Volcanic Cones are built up by the material which the volcanoes eject, and vary in shape according to the character of those materials and to the violence of the eruptions. Those vents which yield only lavas build up cones of solid rock, the steepness of which corresponds to the degree of fluidity of the flows. The remarkably liquid lavas of the Sandwich Islands have formed cones of exceedingly gentle slope, 30 to 10° (see Fig. 28, the cone of Mauna Loa). Very stiff lavas which consolidate rapidly form very steep-sided cones. The cones which are constructed principally out of fragmental materials are steep (300); the more so, the coarser the fragments which compose them, and often beautifully symmetrical, as in the noble mountains of our Pacific States, such as Mt. Shasta, Mt. Hood, and Mt. Rainier. Most cones are built up of scoriae, ashes, and lava flows, while the fissures that radiate from the crater are filled by dykes, greatly strengthening the mountain, as in the case of Vesuvius. The latter is noted for its double head, Monte Somma being part of an ancient crater ring, one side of which was destroyed by an explosion before the cone of Vesuvius was built up.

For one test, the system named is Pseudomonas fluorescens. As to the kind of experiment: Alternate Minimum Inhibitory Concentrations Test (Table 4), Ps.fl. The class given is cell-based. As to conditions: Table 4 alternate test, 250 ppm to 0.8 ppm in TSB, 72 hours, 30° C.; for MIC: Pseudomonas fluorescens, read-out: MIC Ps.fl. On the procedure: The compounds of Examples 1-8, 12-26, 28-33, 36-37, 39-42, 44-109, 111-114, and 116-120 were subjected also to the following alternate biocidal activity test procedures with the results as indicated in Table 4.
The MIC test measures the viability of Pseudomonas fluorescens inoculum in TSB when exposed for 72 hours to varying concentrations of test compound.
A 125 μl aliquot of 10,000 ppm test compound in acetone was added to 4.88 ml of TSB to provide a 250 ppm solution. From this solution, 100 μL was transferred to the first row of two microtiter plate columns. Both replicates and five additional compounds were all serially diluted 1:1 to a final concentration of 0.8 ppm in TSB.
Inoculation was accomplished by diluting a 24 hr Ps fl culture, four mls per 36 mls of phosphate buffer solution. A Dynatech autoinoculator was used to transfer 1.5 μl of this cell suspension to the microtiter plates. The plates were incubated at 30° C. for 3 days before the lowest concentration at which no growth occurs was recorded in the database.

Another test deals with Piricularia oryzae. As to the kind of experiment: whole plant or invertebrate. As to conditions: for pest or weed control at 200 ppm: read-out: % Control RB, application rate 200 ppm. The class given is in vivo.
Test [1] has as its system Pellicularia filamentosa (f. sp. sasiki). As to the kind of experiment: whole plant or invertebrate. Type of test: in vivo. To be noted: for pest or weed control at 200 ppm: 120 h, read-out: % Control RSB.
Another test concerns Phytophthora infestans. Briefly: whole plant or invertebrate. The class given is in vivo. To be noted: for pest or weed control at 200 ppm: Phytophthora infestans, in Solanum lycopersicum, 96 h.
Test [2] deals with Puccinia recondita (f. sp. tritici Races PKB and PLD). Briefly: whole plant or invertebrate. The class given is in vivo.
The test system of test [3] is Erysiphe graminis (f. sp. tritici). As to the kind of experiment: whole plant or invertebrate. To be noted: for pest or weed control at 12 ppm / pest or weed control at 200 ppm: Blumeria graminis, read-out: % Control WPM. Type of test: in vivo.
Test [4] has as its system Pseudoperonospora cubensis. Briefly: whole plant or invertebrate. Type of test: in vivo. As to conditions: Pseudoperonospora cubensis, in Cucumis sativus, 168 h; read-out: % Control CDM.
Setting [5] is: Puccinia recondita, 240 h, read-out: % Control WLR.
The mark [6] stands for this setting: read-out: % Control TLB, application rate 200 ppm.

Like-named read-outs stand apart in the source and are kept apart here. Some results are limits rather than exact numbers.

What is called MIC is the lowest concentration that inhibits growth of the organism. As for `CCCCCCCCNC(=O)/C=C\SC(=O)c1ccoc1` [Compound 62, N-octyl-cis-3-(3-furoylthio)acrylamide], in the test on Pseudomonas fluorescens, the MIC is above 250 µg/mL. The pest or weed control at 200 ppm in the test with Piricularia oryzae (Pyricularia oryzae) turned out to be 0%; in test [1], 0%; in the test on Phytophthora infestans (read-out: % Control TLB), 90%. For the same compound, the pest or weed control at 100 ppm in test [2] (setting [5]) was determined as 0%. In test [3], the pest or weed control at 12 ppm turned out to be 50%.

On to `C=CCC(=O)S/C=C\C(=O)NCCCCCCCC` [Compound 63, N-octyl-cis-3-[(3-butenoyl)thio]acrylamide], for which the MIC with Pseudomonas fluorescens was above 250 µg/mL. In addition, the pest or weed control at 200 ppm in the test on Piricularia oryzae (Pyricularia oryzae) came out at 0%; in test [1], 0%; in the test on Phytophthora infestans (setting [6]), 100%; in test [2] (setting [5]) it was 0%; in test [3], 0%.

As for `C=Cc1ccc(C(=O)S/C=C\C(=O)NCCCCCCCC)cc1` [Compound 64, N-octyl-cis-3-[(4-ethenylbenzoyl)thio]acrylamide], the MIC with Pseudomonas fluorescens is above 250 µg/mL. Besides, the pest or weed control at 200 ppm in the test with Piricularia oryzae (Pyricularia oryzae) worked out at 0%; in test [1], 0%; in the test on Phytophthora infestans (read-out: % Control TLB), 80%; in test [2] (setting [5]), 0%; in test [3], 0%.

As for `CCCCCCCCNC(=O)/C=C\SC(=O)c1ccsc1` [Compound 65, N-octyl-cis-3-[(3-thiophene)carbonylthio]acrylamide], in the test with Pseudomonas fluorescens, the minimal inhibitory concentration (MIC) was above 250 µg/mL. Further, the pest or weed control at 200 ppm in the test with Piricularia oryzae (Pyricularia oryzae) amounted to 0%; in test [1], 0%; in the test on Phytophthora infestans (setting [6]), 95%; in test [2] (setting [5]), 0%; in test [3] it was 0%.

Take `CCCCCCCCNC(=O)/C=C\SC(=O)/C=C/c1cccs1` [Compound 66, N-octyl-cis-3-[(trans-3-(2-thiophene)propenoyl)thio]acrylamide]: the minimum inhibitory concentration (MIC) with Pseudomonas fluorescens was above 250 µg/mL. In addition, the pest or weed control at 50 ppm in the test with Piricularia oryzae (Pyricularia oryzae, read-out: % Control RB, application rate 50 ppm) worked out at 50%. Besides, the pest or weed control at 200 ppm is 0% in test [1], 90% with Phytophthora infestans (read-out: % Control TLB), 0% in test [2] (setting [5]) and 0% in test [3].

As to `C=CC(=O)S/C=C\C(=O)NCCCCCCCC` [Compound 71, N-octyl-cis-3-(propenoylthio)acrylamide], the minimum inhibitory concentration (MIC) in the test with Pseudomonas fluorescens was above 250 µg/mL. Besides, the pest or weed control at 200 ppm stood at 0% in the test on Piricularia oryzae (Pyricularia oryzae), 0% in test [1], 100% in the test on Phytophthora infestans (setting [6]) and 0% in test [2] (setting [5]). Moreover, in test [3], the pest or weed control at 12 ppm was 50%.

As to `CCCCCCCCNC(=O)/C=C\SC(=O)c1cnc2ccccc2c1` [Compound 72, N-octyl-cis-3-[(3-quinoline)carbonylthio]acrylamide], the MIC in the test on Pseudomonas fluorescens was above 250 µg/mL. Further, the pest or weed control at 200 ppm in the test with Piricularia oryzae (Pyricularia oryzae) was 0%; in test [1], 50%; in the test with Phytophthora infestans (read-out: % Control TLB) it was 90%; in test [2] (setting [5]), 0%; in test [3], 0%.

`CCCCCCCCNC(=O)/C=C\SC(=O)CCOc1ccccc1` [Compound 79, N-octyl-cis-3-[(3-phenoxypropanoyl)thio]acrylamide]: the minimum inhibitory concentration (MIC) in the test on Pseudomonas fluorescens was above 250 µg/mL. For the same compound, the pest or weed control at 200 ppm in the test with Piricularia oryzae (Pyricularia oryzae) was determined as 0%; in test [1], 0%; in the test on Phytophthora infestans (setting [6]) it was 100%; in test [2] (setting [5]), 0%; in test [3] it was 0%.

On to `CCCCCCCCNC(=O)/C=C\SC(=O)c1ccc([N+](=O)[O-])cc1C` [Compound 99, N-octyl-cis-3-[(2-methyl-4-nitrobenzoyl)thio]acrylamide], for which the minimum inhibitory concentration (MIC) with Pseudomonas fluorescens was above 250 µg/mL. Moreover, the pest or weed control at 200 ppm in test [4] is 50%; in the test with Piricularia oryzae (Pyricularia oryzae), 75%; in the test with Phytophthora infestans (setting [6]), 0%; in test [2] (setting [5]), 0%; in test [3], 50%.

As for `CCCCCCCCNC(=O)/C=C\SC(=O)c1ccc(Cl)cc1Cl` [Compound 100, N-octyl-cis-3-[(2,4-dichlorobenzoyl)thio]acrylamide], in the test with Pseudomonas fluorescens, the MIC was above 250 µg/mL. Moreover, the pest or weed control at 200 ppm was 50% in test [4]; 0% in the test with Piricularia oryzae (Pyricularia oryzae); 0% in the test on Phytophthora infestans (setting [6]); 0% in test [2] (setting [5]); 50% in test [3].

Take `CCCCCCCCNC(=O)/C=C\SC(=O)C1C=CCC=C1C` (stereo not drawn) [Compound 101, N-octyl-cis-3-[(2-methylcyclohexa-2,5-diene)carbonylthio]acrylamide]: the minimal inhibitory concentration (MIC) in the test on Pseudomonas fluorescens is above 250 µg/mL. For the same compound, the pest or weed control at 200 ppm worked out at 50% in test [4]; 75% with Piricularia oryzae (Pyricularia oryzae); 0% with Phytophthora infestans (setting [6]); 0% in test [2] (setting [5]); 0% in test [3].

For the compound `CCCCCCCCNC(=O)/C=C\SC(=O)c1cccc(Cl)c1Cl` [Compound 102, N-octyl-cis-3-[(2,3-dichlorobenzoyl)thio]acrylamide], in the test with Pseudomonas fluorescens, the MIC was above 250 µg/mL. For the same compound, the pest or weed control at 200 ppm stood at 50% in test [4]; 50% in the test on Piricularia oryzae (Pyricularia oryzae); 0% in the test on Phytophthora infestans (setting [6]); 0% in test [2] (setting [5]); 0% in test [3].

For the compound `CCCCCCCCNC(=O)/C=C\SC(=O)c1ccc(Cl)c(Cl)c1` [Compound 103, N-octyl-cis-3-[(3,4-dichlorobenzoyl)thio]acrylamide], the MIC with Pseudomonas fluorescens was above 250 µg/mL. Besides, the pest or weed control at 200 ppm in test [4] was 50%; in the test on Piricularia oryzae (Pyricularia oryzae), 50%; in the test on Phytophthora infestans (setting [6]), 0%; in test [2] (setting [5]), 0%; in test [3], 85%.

It is usually stated that the explosion which destroyed part of Monte Somma was that of 79 a.d., but it is not improbable that the destruction took place at a much earlier date.

Mauna Loa, seen from a distance of 40 miles. (Photograph by Libbey).

Fig. 28. - Mauna Loa, seen from a distance of 40 miles. (Photograph by Libbey).

Violent explosions occurring within a volcano blow off more or less of the top, thus producing the truncated cones and crater rings so often seen among volcanic mountains.

Volcanoes, like other mountains, are subject to the destructive activity of the atmosphere, of rivers and of the sea, and, when eruptions have ceased, this destruction may go on with great rapidity, especially in the case of cones made up of loose materials.

Mt. Shasta, California. (U. S. G. S).

Fig. 29. - Mt. Shasta, California. (U. S. G. S).

Very ancient cones can seldom be found, for this reason, and often the lava-filled pipe is the only record left of an ancient volcano.